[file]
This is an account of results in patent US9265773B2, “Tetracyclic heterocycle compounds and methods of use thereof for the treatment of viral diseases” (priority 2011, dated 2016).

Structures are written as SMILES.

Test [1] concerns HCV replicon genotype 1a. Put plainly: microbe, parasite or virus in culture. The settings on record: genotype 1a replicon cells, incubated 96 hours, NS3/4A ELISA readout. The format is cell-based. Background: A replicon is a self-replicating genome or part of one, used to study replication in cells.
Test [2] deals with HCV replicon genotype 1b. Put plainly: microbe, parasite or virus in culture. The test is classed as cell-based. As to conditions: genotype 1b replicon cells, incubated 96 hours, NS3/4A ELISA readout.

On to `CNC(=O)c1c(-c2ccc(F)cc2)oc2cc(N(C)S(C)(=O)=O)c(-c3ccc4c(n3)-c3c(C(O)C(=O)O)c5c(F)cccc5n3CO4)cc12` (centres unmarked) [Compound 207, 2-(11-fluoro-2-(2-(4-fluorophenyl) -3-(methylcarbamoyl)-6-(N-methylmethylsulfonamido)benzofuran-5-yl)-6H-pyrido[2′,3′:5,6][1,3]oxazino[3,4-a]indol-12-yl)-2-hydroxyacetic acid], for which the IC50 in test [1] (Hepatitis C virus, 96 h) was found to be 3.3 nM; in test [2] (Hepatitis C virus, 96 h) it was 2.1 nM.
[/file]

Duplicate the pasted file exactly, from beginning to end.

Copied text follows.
This is an account of results in patent US9265773B2, “Tetracyclic heterocycle compounds and methods of use thereof for the treatment of viral diseases” (priority 2011, dated 2016).

Structures are written as SMILES.

Test [1] concerns HCV replicon genotype 1a. Put plainly: microbe, parasite or virus in culture. The settings on record: genotype 1a replicon cells, incubated 96 hours, NS3/4A ELISA readout. The format is cell-based. Background: A replicon is a self-replicating genome or part of one, used to study replication in cells.
Test [2] deals with HCV replicon genotype 1b. Put plainly: microbe, parasite or virus in culture. The test is classed as cell-based. As to conditions: genotype 1b replicon cells, incubated 96 hours, NS3/4A ELISA readout.

On to `CNC(=O)c1c(-c2ccc(F)cc2)oc2cc(N(C)S(C)(=O)=O)c(-c3ccc4c(n3)-c3c(C(O)C(=O)O)c5c(F)cccc5n3CO4)cc12` (centres unmarked) [Compound 207, 2-(11-fluoro-2-(2-(4-fluorophenyl) -3-(methylcarbamoyl)-6-(N-methylmethylsulfonamido)benzofuran-5-yl)-6H-pyrido[2′,3′:5,6][1,3]oxazino[3,4-a]indol-12-yl)-2-hydroxyacetic acid], for which the IC50 in test [1] (Hepatitis C virus, 96 h) was found to be 3.3 nM; in test [2] (Hepatitis C virus, 96 h) it was 2.1 nM.